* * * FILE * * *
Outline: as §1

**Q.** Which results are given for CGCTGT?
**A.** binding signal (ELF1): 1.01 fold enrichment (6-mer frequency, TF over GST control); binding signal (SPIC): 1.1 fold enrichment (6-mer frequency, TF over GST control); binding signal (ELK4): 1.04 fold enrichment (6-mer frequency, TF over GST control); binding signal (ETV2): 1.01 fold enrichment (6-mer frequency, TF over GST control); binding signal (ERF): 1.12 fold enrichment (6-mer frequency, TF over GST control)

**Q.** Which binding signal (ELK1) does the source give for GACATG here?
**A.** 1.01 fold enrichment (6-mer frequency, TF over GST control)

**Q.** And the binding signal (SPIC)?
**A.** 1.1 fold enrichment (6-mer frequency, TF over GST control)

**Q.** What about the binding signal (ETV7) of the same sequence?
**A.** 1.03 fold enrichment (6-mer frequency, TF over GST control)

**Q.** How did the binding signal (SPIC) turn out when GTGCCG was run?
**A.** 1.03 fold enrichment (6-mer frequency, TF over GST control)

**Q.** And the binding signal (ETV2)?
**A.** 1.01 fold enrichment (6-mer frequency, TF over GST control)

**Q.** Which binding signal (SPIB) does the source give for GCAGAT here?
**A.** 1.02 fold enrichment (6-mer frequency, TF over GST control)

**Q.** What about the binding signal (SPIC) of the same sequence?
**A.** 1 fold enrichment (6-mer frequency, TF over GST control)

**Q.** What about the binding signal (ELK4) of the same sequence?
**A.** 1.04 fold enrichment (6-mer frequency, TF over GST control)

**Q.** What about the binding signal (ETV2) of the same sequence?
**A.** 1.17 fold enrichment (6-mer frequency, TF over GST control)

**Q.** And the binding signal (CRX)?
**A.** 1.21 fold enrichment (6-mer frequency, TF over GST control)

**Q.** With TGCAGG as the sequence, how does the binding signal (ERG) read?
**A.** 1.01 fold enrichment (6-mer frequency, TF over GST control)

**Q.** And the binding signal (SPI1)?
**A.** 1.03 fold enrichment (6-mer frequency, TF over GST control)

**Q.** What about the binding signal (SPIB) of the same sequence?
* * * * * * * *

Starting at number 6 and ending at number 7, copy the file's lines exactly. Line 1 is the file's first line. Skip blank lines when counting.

**Q.** And the binding signal (SPIC)?
**A.** 1.1 fold enrichment (6-mer frequency, TF over GST control)